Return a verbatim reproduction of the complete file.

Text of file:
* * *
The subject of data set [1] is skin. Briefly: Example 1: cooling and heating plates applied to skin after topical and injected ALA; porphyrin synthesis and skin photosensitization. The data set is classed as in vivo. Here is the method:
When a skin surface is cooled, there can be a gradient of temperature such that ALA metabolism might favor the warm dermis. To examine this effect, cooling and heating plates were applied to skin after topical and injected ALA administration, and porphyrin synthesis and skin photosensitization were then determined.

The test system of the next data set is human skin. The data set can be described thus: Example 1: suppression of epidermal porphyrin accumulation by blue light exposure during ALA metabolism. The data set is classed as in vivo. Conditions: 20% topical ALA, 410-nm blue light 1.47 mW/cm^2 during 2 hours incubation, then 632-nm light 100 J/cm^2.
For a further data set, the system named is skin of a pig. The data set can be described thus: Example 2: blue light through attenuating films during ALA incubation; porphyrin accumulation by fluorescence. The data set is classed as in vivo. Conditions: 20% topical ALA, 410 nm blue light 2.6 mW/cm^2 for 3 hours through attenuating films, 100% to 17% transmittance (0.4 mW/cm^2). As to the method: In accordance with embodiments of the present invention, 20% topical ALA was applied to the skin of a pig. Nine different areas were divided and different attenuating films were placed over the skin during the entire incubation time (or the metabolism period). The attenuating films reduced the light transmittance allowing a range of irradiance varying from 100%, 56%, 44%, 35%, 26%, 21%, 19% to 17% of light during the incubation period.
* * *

The subject of data set [1] is skin. Briefly: Example 1: cooling and heating plates applied to skin after topical and injected ALA; porphyrin synthesis and skin photosensitization. The data set is classed as in vivo. Here is the method:
When a skin surface is cooled, there can be a gradient of temperature such that ALA metabolism might favor the warm dermis. To examine this effect, cooling and heating plates were applied to skin after topical and injected ALA administration, and porphyrin synthesis and skin photosensitization were then determined.

The test system of the next data set is human skin. The data set can be described thus: Example 1: suppression of epidermal porphyrin accumulation by blue light exposure during ALA metabolism. The data set is classed as in vivo. Conditions: 20% topical ALA, 410-nm blue light 1.47 mW/cm^2 during 2 hours incubation, then 632-nm light 100 J/cm^2.
For a further data set, the system named is skin of a pig. The data set can be described thus: Example 2: blue light through attenuating films during ALA incubation; porphyrin accumulation by fluorescence. The data set is classed as in vivo. Conditions: 20% topical ALA, 410 nm blue light 2.6 mW/cm^2 for 3 hours through attenuating films, 100% to 17% transmittance (0.4 mW/cm^2). As to the method: In accordance with embodiments of the present invention, 20% topical ALA was applied to the skin of a pig. Nine different areas were divided and different attenuating films were placed over the skin during the entire incubation time (or the metabolism period). The attenuating films reduced the light transmittance allowing a range of irradiance varying from 100%, 56%, 44%, 35%, 26%, 21%, 19% to 17% of light during the incubation period.